Further, the constraints scheme 364 inputs an immediate engine torque request (‘Engine Torque Request Immed’) and outputs an immediate electric power PBAT IMMED that is an estimated battery output power of the ESD 74 when the engine 14 is operating at the immediate engine torque and when the first and second electric machines 56, 72 are operating at preferred motor torques based upon the operator torque request and the other inputs of the constraints scheme 364.

The minimum and maximum input torques are input to the engine torque conversion calculator 355 and converted to minimum and maximum engine torques (‘Engine Torque Hybrid Minimum’ and ‘Engine Torque Hybrid Maximum’ respectively), by taking into account torque-consuming components, e.g., a hydraulic pump, parasitic and other loads introduced between the engine 14 and the transmission 10.

The filtered target engine torque, the output of the engine state machine 372 and the minimum and maximum engine torques are input to the engine response type determination scheme 380. The engine response type determination scheme 380 limits the filtered target engine torque to the minimum and maximum hybrid engine torques and outputs the engine commands to the ECM 23 for controlling the engine torques to an immediate engine torque request (‘Engine Torque Request Immed’) and a predicted engine torque request (‘Engine Torque Request Prdtd’). Other commands control the engine state to one of the engine fueled state and the fuel cutoff state (‘FCO Request’) and to one of the cylinder deactivation state and the all-cylinder state (‘DEAC Request’). Another output comprises an engine response type (‘Engine Response Type’). When the filtered target engine torque is within the range between the minimum and maximum engine torques, the engine response type is inactive. When the filtered target engine torque drops below the maximum constraint of the engine torque (‘Engine Torque Hybrid Maximum’) the engine response type is active, indicating a need for an immediate change in the engine torque, e.g., through engine spark control to change the engine torque to fall within the constraints of the minimum and maximum engine torques.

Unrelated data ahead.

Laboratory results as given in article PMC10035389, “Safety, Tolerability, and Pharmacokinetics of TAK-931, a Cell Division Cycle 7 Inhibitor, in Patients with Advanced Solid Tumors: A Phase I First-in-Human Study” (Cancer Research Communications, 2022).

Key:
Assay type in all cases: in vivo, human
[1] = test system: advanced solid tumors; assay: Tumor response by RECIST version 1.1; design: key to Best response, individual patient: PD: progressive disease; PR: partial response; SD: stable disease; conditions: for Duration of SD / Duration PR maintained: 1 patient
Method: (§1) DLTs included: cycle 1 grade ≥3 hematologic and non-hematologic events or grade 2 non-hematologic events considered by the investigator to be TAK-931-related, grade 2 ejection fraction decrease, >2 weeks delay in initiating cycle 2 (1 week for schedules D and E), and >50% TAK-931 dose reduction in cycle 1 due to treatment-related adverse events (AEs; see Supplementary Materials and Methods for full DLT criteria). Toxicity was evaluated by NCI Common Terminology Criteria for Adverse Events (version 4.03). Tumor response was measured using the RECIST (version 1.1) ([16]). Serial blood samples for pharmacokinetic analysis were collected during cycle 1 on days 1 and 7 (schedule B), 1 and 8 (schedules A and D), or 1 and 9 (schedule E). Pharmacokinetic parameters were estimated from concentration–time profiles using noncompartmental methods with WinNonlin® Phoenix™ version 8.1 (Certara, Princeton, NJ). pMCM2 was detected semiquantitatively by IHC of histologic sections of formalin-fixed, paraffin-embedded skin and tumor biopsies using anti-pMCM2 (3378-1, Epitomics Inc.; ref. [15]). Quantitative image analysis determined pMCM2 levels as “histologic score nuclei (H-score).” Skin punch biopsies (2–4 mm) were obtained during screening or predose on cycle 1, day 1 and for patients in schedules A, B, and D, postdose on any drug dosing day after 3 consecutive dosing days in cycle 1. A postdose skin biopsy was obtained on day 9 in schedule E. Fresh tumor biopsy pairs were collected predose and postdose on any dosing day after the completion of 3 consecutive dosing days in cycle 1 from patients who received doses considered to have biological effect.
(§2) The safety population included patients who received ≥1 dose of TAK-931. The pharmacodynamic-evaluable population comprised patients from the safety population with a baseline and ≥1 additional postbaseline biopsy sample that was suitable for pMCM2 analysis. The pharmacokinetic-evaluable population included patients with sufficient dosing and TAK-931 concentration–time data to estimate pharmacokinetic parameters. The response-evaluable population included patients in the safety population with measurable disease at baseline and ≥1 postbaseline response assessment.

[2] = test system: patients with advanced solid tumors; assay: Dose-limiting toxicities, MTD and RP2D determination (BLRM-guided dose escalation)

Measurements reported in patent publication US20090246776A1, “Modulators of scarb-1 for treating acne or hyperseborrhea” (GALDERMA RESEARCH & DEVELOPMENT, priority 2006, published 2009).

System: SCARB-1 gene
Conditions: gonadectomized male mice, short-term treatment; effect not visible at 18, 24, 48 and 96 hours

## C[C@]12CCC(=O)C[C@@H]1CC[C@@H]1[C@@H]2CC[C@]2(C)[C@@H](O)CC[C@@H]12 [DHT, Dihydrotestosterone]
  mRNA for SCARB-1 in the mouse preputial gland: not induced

FIG. 6 shows the battery power control function (‘Battery Power Control’) 366 of the tactical control scheme 330. The battery power control function 366 determines the set of tactical control electric power constraints including the minimum tactical control electric power constraint (‘PBAT MIN TC’) and the maximum tactical control electric power constraint (‘PBAT MAX TC’). The battery power control function 366 includes a charge function (‘Over Discharge and Over Charge Function’) 392 and a voltage function (‘Over Voltage and Under Voltage Function’) 394.